Lastly, a point about China in the US calculations in East Asia. Given the kind of highly interdependent relationship between China and the US, especially in the current scenario of global economic crisis, it is a serious dilemma in the minds of Japanese security analysts as to whether the US would provide that kind of security to Japan if there is a catastrophic attack on Japan from North Korea or China. A related but similar concern in Japan stems from the fact that a closer Sino-US partnership could possibly widen the “gap between Tokyo’s and Washington’s security perspectives” and could weaken the US security commitment.[11]

Similarly, there is a greater sense of apprehension on the minds of Japanese security officials on the US intention to punish North Korea for its nuclear- and missile related activities. This was clearly evident as early as in the 1994 crisis. Imposition of sanctions would have been considered provocative and as “declaration of war,” so the US was quick to enter into an agreement and brought Pyongyang back into the non-proliferation order on the condition that no force will be employed on North Korea.[12] The move was exemplary from the conflict resolution framework, although the US’ response was not necessarily in tune with its extended deterrence commitments to Japan.[13] This sense has been best captured by Green and Sakamoto in their analysis when they state that “while strategic conversion underlies a broader level of support for the alliance in both countries than ever before [at the end of the Cold War], there is increasing tactical disagreement about how to manage relations. This soron sansei/kakuron hantai (agreement in principle/disagreement on the specifics is emerging as the greatest challenge for alliance in the future.”[14]

Another issue complicating the US-Japan security alliance is Obama’s recent push towards global disarmament. Tokyo will be forced to choose between a secure nuclear umbrella or nuclear abolition in the face of serious threats from Pyongyang. Support for Washington giving up its nuclear arsenal is intricately tied to the denuclearization of the Korean Peninsula. For now, Japan feels it still needs to be protected under the U.S. nuclear umbrella. And until it no longer considers North Korea's nuclear weapons a threat, it will be hard for Tokyo to support the global zero movement. Japanese security analysts believe that so long as the Japanese government needs the nuclear umbrella, ‘Zero’ or nuclear disarmament could remain just a dream.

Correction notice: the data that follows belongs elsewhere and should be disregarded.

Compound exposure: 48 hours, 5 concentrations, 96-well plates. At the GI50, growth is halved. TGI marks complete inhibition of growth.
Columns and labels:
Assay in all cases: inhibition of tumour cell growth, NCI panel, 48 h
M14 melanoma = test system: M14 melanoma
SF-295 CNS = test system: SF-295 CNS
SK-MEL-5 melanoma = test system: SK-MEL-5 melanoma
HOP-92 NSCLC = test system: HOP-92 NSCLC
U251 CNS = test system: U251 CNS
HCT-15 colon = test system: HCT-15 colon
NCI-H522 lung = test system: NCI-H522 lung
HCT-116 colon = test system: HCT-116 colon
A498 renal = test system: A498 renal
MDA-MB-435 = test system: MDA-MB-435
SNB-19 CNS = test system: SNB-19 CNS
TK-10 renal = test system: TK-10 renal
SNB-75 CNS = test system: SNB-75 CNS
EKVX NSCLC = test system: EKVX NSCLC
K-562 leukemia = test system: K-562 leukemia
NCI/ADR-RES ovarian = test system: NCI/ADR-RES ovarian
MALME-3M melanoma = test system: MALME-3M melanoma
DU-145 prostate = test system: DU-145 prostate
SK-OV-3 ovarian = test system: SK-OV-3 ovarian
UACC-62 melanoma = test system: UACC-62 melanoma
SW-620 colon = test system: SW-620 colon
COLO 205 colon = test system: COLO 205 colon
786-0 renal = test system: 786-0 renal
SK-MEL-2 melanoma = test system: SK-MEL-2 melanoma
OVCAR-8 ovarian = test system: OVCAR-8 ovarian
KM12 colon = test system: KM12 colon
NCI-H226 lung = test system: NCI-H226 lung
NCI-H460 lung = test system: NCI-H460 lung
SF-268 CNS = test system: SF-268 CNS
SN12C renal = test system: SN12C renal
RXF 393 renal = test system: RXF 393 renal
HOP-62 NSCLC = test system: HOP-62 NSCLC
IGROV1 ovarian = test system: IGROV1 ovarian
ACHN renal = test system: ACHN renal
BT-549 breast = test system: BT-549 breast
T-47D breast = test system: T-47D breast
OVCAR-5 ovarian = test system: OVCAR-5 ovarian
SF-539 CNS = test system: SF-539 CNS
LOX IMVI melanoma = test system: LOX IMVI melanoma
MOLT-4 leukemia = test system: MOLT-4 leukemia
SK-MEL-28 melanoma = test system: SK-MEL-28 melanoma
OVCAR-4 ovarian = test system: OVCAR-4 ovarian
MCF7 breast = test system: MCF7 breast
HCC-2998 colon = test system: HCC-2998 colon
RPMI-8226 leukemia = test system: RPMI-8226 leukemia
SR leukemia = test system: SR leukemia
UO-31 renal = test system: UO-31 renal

[1] Some of these aspects have been dealt with in great details in Daniel A. Pinkston and Kazutaka Sakurai, “Japan Debates Preparing for Future Preemptive Strikes against North Korea,” The Korean Journal of Defense Analysis, vol. XVIII, no. 4, Winter 2006, pp. 95-121, available at http://cns.miis.edu/north_korea/Pinkston_Sakurai_KIDA_Winter_2006.pdf.
[2] See, Christopher Layne, “From Preponderance to Offshore Balancing: America’s Future Grand Strategy,” International Security, vol. 22, no. 1, Summer 1997, p. 104. The concept has become even more problematic with the relative decline of the US power and its capability to protect the interests of the allies and the nature of new threats.
[3] Some of these thoughts have been articulated also by Michael J. Green and Katsuhisa Furukawa, “Japan: New Nuclear Realism,” in Muthiah Alagappa, The Long Shadow: Nuclear Weapons and Security in 21st Century Asia (Stanford University Press: Stanford, California, 2008) p. 354.
[4] As early as in 1997, Pentagon was contemplating reduction of US forces in Asia, due to cost considerations. See, Paul Richter, “US Pacific Troop Strength May Be Cut, Admiral Says,” Los Angeles Times, February 04, 1997, p. A14, cited in Christopher Layne, “From Preponderance to Offshore Balancing: America’s Future Grand Strategy,” International Security, vol. 22, no. 1, Summer 1997, p. 109.
[5] Christopher Layne, “From Preponderance to Offshore Balancing: America’s Future Grand Strategy,” International Security, vol. 22, no. 1, Summer 1997, pp. 95-96.
[6] Dan Blumethal, “The Erosion of US Power in Asia,” Far Eastern Economic Review, May 01, 2009, available at http://www.aei.org/article/100445.
[7] The Obama Administration is believed to be reducing the missile defense budget by $1.4 billion. See, Jim Kouri, “Obama Imitates Clinton with Major Defense Budget Cuts,” Pacific Freeze, April 13, 2009, available at http://pacificfreeze.ips-dc.org/2009/04/obama-imitates-clinton-with-major-defense-budget-cuts/.
[8] Dan Blumethal, “The Erosion of US Power in Asia,” Far Eastern Economic Review, May 01, 2009, available at http://www.aei.org/article/100445.